Stormlight Three Update #2 ()
#39 Copy

HellaSober

(Until the second five books, where our primary characters will shuffle. So you Renarin fans will have to be patient.)

Do you worry that assuring us that a character will likely survive the first arc of the series removes some of the tension in their scenes?

(While you've discussed the idea that a main character can have a book about them while they are dead when Dalinar was expected to be central to book 5, this seems different)

Brandon Sanderson

I have said many times before that Renarin and Lift are main characters for the next five, but--as you point out--I've also said that I have no problem having a main character who is actually dead, and their story told through flashbacks and the stories of the other characters. Renarin is not safe, but you will see a lot more from him in the future, even if he does die.

To say more would be to give too many spoilers about the nature of the back five books.

Ad Astra 2017 ()
#40 Copy

Brandon Sanderson

For those who don't know it is Dalinar's book. Each story, each novel in The Stormlight Archive delves into one of the main characters' backstories and catches you up how they got to their first chapters in the first book. So the first book was Kaladin, second book's Shallan, third book's Dalinar. Right now, fourth book is Eshonai, fifth book is Szeth. I could end up switching those two. But that's kind of how that works. And then, for those who don't know, The Stormlight Archive-- at the end of book five there will come to a conclusion, though it's not the main conclusion, it's the end of the arc. We will leave Roshar for a while while I write a few more books, and when we come back Roshar in-world will have passed about fifteen years. And then we will do the back five characters as I call them-- their backstories. So that's Lift, Jasnah, Taln, Renarin, and Ash-- yeah, Ash. There's two Heralds among that group, so you can kind of guess what those flashbacks will deal with, in the back five. The main characters of the first five, who survive, will still be a big part of those back five. So it's not a separate series, but I do consider it two separate arcs. We need to pass some time for some various reasons.

Kraków signing ()
#41 Copy

Questioner

Do you have any idea when you’ll finish this series?

Brandon Sanderson

So there’ll be two five-book groups, first five should finish fairly soon. But then there’ll be a break while I write something else and then I’ll come back to the back five, so i’m not sure, but the first five will have their own arc.

Stormlight Three Update #2 ()
#42 Copy

Shovelbum26

You've written about a huge amount of cultures where women are expected to conform to what we think of as "traditional gender roles". In Stormlight, Mistborn, Elantris and Warbreaker all, the strong women are largely defined through how they buck these rigid gender roles. I never got the sense that you think of those as "natural" gender roles for women but more that you were using the Fantasy setting with its stereotypical Elizabethan ideas of gender to critique sexism. That's a great and well established way to address sexism in novels, but the other way is to actively challenge stereotypes in the setting, by showing that our idea of gender roles isn't inevitable (by showing a society with a very different idea of gender roles).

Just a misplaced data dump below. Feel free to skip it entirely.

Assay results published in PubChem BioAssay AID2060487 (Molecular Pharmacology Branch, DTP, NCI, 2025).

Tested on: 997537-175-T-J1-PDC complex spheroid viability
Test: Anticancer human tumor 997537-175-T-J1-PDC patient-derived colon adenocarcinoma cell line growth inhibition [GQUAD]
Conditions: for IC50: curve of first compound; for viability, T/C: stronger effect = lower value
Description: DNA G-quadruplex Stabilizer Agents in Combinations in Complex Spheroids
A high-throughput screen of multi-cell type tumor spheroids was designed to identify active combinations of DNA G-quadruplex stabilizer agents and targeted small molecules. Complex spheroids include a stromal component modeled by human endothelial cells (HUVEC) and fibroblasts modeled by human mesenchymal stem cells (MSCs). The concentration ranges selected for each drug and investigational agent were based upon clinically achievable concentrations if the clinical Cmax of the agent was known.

Brandon Sanderson

I'm aware of the things you say regarding sexism, and they are things I think about a lot. On one hand, you want to make stories relateable, which often requires leaning on people who struggle against the boundaries set for them. At the same time, it becomes a cliche if every young woman is forced to become a fighter for gender equality--and it lets her gender define her struggles in a way that is not heaped upon the male characters.

With Stormlight, I'm trying to take a different look at this idea in many ways. Some of which would be spoilers to talk about here.

17th Shard Forum Q&A ()
#43 Copy

McCullough

In what ways do you feel that finishing The Wheel of Time helped to prepare you for The Stormlight Archive and how did it change your writing in general, if at all?

Brandon Sanderson

I gained three things, I feel, by working over the years on [The Wheel of Time]. (And, in particular, by studying [Robert Jordan]'s work in depth.) I learned how to better balance lots of different viewpoints, I got a better grip for foreshadowing and subtlety over many books, and I gained a deeper understanding of how to write a really sold third person viewpoint.

Emerald City Comic Con 2018 ()
#46 Copy

Questioner

Where are the rest of Roshar's named gems? Like, we have the Hope diamond, we've got dozens of--

Brandon Sanderson

A lot of them are in the [Thaylen Gemstone Reserve] ...There's a lot of them around and there are places like that. One of the tricks, and I actually kind of was aware of this, particularly in book three, I was like "Yeah, I maybe should have named some of these things earlier." One of the tricks with a book like Way of Kings, there are already so many new names and terms that oftentimes I find myself finding ways to not include a new name or term because the overwhelming nature of the learning curve is so big. And I will admit, writing book three I'm like, "Ah, I should have named some of these earlier," this is what they would do.